Being able to see how our interlocutor moves their lips increases confidence in the message perceived through the auditory system. That is, if two independent systems point to the same solution, in this case the same message, we trust that message more than if we only receive it through one channel.
It is to highlight that the McGurk effect does not happen automatically. For this to happen, we need to be attentive to our interlocutor, and when distracting stimuli are incorporated, both visual and auditory, this illusion is lessened.
In fact, this proves that the effect is not due to poor reception of visual or auditory information, but to an error in the integration of these two sensory modalities.
Another fact that gives strength to the idea that the visual system supports the auditory is that when we see a person speaking to us but cannot hear what they are saying to us at all, not only our visual cortex is activated, but also the auditory one, even if we don’t listen to anything.
The McGurk effect and brain dysfunction
We saw that brain damage and reading disorders, in addition to manifesting mental disorders, it influences the likelihood of the McGurk effect occurring.
People who have had a callosotomy show the McGurk effect more slowly. It appears that children with specific language impairments have the McGurk effect weaker compared to children who do not have language acquisition disorders or reading and writing difficulties.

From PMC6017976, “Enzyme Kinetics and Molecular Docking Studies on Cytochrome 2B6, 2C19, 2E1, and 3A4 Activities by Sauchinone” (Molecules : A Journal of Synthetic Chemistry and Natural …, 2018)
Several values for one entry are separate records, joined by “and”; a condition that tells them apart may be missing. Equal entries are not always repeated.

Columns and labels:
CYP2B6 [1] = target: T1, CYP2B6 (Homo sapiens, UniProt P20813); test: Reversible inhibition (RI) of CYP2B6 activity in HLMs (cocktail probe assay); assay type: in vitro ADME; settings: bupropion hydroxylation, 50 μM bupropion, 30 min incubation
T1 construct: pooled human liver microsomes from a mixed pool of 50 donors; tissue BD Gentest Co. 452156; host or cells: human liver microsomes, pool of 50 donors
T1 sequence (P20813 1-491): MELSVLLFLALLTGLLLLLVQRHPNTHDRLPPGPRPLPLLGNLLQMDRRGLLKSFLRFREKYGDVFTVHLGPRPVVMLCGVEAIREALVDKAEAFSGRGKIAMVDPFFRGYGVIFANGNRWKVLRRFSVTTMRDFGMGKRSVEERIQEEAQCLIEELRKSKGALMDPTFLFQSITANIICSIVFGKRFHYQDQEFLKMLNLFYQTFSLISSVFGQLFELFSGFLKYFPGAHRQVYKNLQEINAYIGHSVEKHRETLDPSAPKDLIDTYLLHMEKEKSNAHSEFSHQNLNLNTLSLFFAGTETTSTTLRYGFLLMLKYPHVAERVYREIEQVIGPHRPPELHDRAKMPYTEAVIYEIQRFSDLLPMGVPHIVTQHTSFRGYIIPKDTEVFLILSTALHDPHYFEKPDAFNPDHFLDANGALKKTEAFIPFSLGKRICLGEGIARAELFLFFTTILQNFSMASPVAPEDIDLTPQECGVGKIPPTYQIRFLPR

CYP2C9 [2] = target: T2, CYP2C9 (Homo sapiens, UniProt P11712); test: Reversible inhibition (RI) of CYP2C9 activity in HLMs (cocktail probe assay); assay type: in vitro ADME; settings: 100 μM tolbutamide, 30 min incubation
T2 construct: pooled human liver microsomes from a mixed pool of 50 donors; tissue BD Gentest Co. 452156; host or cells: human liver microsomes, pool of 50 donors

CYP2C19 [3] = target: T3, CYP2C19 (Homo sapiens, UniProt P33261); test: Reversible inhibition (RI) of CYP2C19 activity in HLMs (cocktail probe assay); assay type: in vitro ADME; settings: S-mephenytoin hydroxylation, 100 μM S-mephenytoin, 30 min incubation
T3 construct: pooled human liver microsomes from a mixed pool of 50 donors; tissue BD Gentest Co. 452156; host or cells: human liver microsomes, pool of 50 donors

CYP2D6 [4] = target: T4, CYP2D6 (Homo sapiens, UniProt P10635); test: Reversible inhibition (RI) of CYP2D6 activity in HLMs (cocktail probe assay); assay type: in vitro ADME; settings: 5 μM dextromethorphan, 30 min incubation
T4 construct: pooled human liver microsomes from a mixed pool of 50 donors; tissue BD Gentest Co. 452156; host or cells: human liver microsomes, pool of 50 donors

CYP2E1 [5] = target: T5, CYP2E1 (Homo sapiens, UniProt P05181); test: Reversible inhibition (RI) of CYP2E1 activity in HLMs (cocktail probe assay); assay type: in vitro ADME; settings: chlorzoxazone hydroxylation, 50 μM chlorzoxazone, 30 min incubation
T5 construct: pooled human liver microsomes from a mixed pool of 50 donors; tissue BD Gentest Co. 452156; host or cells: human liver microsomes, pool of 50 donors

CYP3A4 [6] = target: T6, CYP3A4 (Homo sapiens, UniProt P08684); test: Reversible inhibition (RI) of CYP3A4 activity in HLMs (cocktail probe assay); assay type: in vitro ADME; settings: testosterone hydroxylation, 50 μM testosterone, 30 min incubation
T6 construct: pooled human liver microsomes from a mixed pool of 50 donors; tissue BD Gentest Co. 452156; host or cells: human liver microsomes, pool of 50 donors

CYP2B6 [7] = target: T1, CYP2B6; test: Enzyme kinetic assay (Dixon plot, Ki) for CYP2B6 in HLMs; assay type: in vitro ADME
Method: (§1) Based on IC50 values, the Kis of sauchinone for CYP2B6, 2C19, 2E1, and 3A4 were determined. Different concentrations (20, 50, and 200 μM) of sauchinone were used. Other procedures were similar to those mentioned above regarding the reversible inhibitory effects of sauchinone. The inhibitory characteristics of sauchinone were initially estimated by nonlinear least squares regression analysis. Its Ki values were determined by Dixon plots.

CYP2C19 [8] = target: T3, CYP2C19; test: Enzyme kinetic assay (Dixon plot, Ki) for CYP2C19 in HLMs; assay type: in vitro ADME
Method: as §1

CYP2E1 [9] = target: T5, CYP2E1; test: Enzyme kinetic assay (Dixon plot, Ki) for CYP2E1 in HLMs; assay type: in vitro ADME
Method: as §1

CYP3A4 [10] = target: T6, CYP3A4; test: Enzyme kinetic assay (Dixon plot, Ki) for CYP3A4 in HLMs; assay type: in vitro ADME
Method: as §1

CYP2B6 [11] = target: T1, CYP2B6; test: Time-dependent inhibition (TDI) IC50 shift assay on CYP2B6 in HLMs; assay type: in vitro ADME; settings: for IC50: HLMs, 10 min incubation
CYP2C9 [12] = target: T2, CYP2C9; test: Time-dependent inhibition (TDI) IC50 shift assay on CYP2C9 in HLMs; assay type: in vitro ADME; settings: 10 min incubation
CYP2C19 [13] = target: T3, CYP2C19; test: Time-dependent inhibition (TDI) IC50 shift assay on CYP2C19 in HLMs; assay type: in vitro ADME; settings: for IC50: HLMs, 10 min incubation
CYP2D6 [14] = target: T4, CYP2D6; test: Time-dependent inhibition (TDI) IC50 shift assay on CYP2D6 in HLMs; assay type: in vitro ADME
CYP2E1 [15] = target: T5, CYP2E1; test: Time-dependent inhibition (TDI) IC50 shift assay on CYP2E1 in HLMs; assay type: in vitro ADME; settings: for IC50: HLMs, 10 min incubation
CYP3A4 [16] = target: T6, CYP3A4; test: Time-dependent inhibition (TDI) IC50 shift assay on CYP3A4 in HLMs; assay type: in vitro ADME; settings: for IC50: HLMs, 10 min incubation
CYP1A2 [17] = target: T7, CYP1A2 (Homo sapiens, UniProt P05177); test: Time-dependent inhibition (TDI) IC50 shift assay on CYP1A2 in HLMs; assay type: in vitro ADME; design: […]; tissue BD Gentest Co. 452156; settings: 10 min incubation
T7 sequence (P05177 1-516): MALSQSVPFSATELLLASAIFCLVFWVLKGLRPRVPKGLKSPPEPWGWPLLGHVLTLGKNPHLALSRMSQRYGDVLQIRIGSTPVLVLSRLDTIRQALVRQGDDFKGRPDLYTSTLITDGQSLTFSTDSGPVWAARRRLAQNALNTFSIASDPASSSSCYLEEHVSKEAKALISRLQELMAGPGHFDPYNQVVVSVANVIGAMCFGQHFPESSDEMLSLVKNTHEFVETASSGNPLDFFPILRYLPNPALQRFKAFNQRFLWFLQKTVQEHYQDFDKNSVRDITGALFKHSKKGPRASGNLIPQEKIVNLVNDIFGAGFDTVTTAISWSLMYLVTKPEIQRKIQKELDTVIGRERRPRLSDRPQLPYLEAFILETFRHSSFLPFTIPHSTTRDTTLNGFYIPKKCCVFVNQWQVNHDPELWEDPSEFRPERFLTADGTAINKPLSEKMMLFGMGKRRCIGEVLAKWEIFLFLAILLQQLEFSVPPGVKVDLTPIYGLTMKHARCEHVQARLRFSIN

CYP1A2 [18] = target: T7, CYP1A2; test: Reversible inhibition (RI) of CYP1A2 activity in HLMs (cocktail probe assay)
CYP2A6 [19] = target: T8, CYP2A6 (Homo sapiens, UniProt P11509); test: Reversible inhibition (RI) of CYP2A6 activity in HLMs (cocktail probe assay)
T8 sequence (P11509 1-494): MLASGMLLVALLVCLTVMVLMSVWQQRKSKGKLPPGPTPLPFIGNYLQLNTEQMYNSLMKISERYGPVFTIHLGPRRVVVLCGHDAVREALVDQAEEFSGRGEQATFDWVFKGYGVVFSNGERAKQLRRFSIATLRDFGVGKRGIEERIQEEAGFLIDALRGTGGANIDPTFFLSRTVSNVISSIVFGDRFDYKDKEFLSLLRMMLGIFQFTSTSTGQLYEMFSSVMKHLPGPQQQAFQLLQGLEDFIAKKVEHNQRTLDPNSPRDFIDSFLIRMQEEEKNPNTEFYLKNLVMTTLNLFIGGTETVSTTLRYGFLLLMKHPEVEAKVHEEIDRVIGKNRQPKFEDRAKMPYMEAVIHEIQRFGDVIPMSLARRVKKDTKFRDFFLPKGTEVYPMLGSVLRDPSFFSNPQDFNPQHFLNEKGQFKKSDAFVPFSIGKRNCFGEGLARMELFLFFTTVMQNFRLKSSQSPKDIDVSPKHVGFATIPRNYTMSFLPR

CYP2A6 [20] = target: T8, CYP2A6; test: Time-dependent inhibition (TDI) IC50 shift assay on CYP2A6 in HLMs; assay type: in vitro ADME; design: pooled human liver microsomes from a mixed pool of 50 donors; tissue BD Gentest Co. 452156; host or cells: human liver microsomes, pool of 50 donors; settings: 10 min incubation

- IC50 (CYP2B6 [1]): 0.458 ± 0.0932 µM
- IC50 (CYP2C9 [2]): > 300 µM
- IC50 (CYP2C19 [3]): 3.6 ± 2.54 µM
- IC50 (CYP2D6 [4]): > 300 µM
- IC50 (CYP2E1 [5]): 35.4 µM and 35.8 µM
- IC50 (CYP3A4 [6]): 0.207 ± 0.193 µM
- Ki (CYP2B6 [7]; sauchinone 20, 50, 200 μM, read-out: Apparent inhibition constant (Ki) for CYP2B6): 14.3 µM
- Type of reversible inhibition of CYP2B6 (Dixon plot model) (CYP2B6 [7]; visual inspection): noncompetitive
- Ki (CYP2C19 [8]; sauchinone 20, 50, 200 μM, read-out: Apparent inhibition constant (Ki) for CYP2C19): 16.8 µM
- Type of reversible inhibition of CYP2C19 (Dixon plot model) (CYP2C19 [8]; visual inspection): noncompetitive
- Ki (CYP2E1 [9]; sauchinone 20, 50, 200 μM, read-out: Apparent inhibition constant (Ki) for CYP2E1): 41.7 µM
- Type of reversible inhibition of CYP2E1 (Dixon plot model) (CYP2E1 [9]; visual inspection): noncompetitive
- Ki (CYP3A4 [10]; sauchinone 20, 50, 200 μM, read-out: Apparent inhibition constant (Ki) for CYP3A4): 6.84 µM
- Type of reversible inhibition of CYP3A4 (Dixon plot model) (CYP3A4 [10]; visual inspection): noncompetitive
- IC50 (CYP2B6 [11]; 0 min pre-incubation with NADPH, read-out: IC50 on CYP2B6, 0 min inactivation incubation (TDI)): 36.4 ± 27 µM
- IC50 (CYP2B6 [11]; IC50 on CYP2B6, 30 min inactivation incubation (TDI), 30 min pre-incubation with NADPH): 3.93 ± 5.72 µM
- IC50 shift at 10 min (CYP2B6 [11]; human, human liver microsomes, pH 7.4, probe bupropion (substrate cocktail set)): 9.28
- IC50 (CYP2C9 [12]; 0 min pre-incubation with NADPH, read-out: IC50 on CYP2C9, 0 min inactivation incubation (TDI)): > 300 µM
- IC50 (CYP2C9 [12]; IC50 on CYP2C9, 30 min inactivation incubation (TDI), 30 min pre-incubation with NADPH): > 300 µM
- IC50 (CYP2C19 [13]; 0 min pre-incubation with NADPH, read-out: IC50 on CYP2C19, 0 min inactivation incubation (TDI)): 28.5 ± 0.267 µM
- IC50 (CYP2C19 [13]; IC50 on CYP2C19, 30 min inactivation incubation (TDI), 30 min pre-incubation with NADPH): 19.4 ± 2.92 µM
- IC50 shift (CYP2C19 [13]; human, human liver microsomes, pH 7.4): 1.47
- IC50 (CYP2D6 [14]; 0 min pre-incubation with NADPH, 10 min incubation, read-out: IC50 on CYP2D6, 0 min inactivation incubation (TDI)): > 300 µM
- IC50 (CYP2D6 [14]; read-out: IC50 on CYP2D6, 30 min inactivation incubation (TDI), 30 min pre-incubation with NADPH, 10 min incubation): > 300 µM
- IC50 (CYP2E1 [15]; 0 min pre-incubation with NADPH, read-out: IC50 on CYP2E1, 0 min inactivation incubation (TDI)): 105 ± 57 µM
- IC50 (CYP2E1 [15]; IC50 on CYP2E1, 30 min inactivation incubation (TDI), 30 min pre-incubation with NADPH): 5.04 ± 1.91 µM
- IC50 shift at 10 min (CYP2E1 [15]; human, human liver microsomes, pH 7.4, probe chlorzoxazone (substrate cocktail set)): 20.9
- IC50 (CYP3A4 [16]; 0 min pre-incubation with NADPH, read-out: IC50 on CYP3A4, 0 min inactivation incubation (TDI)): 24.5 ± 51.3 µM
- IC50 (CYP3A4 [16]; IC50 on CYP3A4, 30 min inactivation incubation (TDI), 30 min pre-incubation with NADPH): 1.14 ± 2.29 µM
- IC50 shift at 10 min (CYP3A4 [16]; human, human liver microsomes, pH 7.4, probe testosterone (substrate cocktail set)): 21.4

Laterality also influences, as right-handed people are more likely to experience this effect.
The McGurk effect in different languages
Regardless of the language spoken, its speakers depend to some extent on visual information when perceiving speech. However, the intensity of the McGurk effect varies from one language to anotherWe see that in languages such as Spanish, Turkish, Italian, Dutch, English and German, their speakers feel this effect more strongly than Chinese and Japanese speakers.
The fact that speakers of Asian languages show the McGurk effect less frequently may be due to the cultural practice of avoiding eye contact.. Moreover, Chinese and Japanese in particular are two languages with very syllabic linguistic structures, usually of consonant + vowel and consonant + vowel + consonant type, which makes them particularly adept at detecting syllables no matter which way you move. the words. interlocutor.